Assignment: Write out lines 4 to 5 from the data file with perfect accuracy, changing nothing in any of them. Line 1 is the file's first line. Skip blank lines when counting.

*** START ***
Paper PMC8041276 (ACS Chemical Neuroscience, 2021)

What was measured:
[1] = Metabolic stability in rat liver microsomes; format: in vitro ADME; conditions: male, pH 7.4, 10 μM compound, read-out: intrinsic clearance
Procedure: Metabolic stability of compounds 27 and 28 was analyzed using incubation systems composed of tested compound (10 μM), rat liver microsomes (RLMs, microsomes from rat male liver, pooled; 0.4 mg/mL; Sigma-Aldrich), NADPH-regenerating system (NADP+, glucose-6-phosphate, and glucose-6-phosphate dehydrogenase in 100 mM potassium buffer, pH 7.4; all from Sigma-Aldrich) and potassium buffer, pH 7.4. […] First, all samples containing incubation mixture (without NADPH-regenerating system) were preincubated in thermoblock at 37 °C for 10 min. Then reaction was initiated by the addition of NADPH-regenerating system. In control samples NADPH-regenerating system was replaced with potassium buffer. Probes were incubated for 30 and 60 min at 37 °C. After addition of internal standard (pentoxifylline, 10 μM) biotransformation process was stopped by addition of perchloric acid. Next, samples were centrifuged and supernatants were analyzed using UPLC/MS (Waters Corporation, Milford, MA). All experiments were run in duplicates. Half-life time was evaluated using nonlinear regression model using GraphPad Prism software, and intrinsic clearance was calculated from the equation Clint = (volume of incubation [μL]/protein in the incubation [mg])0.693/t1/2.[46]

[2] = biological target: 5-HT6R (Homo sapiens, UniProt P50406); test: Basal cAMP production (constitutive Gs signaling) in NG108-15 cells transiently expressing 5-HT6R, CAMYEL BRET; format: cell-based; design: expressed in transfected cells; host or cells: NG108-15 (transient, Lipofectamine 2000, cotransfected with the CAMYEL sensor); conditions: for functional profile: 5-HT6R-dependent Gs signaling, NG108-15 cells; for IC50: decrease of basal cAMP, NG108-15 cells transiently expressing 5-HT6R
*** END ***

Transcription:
Procedure: Metabolic stability of compounds 27 and 28 was analyzed using incubation systems composed of tested compound (10 μM), rat liver microsomes (RLMs, microsomes from rat male liver, pooled; 0.4 mg/mL; Sigma-Aldrich), NADPH-regenerating system (NADP+, glucose-6-phosphate, and glucose-6-phosphate dehydrogenase in 100 mM potassium buffer, pH 7.4; all from Sigma-Aldrich) and potassium buffer, pH 7.4. […] First, all samples containing incubation mixture (without NADPH-regenerating system) were preincubated in thermoblock at 37 °C for 10 min. Then reaction was initiated by the addition of NADPH-regenerating system. In control samples NADPH-regenerating system was replaced with potassium buffer. Probes were incubated for 30 and 60 min at 37 °C. After addition of internal standard (pentoxifylline, 10 μM) biotransformation process was stopped by addition of perchloric acid. Next, samples were centrifuged and supernatants were analyzed using UPLC/MS (Waters Corporation, Milford, MA). All experiments were run in duplicates. Half-life time was evaluated using nonlinear regression model using GraphPad Prism software, and intrinsic clearance was calculated from the equation Clint = (volume of incubation [μL]/protein in the incubation [mg])0.693/t1/2.[46]

[2] = biological target: 5-HT6R (Homo sapiens, UniProt P50406); test: Basal cAMP production (constitutive Gs signaling) in NG108-15 cells transiently expressing 5-HT6R, CAMYEL BRET; format: cell-based; design: expressed in transfected cells; host or cells: NG108-15 (transient, Lipofectamine 2000, cotransfected with the CAMYEL sensor); conditions: for functional profile: 5-HT6R-dependent Gs signaling, NG108-15 cells; for IC50: decrease of basal cAMP, NG108-15 cells transiently expressing 5-HT6R